Once upon a time, keeping chickens was much more common than it is now. Back when most families owned a horse and perhaps a dairy cow or two, it wasn't unusual to have a small flock of chickens as well. Because of this, a basic knowledge of chicken care was woven into the fabric of American life. Today, there is renewed interest in keeping chickens, but you might have questions about the basics that you didn't learn from your parents or grandparents: How much work are chickens? What might it cost to get into keeping chickens?

Chickens roaming chicken coop.

Let's take a look.

The cost of keeping chickens

The first question—what is this going to cost?—has no single answer. It will depend much on your location and the scope of your chicken-raising plans. But in general, some of the costs will include:

  • Permits—You may need to pay for a chicken permit (similar to a dog license) before bringing your new flock home. Be sure to check the laws and ordinances in your city or township before establishing your chicken flock.1 You may also need a building permit for the coop and/or certain types of fencing.
  • Chickens—Buying chicks and raising them can be fairly economical. You might be able to locate chicks of common breeds from a hatchery for only a few dollars per chick. You can save some money by purchasing unsexed chicks and taking your chances at receiving a mixture of hens and roosters, or you can pay just a little more per chick to receive all females. A somewhat more expensive option is to purchase pullets—young hens that are just about ready to begin laying eggs. These may cost somewhere between twenty to thirty dollars or more per bird, but you'll be that much closer to getting eggs.
  • Accessories—Your chickens will also need some gear: feeders, waterers, roosts or perches. If you're raising chicks, you'll also need to invest in a bit of chick infrastructure like brooders and chick-safe waterers.2
  • Shelter—Chickens require protection from the weather and predators, and this is one of the reasons why your coop is so important. Coops can be fancy or simple, but in general, you can expect to pay somewhere between a few hundred and a few thousand dollars for a coop. Building your own coop is another option and can save you money but requires additional skill and time.3
  • Fencing—Your hens will need to get outside to exercise, graze/peck, and just have time to "be chickens." A safe run (often attached to the coop) is essential but is another added cost.
  • Ongoing expenses—Feed, bedding, replacement chickens (egg production starts to drop off once the hen is a few years old) will all require that you maintain a monthly chicken-care budget.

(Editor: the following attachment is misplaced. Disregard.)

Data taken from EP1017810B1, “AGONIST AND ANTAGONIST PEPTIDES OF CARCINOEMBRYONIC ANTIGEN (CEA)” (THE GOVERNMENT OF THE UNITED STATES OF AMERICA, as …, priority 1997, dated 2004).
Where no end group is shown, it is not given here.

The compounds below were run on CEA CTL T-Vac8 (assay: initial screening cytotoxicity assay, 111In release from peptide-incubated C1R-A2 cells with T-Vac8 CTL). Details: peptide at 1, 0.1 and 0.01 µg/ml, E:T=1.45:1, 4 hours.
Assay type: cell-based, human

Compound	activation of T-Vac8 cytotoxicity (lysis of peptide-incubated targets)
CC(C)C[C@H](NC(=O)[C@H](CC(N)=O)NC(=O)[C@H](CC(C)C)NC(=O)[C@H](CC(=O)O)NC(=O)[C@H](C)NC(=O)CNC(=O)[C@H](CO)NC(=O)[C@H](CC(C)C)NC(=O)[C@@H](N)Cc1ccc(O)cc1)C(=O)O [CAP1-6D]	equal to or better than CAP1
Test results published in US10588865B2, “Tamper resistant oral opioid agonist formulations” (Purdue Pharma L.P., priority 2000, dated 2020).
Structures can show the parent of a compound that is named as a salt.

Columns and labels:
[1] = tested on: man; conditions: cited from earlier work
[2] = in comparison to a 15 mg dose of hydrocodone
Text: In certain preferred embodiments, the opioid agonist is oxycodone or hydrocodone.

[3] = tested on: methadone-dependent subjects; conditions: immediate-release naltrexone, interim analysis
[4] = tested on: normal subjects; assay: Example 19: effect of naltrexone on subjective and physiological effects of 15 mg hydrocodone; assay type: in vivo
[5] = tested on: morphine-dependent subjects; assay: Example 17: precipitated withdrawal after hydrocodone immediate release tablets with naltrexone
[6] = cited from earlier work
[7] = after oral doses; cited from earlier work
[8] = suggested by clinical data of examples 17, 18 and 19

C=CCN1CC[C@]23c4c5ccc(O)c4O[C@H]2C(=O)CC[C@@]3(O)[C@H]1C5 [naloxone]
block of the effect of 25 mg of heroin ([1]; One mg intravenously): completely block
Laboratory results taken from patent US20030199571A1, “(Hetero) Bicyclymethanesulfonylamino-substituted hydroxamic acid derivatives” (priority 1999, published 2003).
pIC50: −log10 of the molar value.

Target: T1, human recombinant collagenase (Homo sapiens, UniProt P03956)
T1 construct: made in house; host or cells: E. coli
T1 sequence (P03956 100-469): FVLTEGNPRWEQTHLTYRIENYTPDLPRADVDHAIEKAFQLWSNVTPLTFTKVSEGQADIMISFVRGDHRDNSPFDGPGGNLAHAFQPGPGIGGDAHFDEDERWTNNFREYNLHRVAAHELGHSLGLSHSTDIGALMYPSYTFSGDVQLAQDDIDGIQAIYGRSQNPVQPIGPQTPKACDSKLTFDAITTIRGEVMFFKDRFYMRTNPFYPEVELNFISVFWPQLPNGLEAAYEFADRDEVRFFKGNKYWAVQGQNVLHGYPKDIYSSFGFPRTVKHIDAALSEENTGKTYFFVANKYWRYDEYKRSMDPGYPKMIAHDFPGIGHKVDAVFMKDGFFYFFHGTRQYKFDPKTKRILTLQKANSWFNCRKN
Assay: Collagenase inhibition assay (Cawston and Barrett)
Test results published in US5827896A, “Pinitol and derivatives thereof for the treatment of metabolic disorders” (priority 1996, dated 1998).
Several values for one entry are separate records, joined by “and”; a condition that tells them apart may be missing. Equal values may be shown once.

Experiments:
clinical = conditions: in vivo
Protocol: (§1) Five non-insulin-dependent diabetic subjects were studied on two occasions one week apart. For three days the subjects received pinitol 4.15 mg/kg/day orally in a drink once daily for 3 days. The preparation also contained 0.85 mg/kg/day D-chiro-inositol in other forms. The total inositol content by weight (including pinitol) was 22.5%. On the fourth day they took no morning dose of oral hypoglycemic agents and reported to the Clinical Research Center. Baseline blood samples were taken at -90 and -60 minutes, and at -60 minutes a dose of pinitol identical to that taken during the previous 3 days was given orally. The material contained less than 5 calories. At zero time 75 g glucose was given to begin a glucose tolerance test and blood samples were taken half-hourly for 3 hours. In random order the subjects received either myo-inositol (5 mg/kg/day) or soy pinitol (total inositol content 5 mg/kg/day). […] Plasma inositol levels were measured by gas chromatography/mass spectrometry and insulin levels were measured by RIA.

Time and effort

It can be difficult to judge the amount of time and effort required to keep chickens. For one thing, if the idea of small-scale farming and livestock husbandry is appealing to you (as it probably is), then the very act of caring for your chickens—spending time in the coop, gathering eggs, putting your chickens out for grazing and back in at night—is time that you're enjoying. You may view the effort as hardly any effort at all, similar to someone who hikes, bikes, or does some other form of physical activity for recreation. The same goes for the time involved; if you're truly enjoying yourself, then spending an hour with the chickens is probably more fun than an hour in front of the television. So time and effort are relative, especially when you raise chickens at strictly the hobby or pet level.

With all that said, there is no question that chicken chores do require regular commitment. So how much work are chickens? As far as livestock goes, the work isn't terribly difficult or physical. Instead, it's more of a daily requirement—meaning you won't be able to drop everything and take off for the weekend on a whim without first arranging for someone to fill in for you. This can be viewed as one of the disadvantages of keeping chickens.

Besides simply keeping an eye on the chickens and checking their general health and well-being, day-to-day chicken care includes filling feeders, checking, refilling, and washing water containers, possibly turning the chickens out for grazing in their run, and of course, cleaning the coop. Oh—and egg collecting! Other weekly or monthly chores will include deep cleaning the coop, cleaning the outdoor run, replacing dust-bathing areas, and fixing anything that needs fixing, which, as any chicken keeper can tell you, happens frequently!4 5

For a minimum, figure on at least half-an-hour of chore time twice a day—and more if you're spending quality time observing and checking your chickens thoroughly. More complex non-daily chores, like deep cleaning the coop, will require more time.6

All in all, chickens are one of the most inexpensive and easiest types of livestock to try, so they make an excellent choice for the beginner. Plus—they're fun! You can't do better that!

  1. Josephson, Amelia. "The Economics of Raising Chickens." SmartAsset. https://smartasset.com/personal-finance/the-economics-of-raising-chickens
  2. Hershberger, Cory. "15 Accessories For Your Chicken Coop." Hobby Farms. https://www.hobbyfarms.com/15-accessories-for-your-chicken-coop-4/
  3. "How Much Do Chickens Cost?" The Happy Chicken Coop. https://www.thehappychickencoop.com/how-much-do-chickens-cost/
  4. Anger, Rachel Hurd. "Your Easy-To-Follow Guide To Chicken Chores." Hobby Farms. https://www.hobbyfarms.com/your-easy-to-follow-guide-to-chicken-chores/
  5. Arcuri, Lauren. "Daily and Monthly Chicken Care Tasks." The Spruce. https://www.thespruce.com/daily-and-monthly-chicken-care-tasks-3016823
  6. Counting My Chickens. "Caring for Your Suburban Chickens: How Much Time Does It Really Take?" http://www.countingmychickens.com/caring-for-your-suburban-chickens/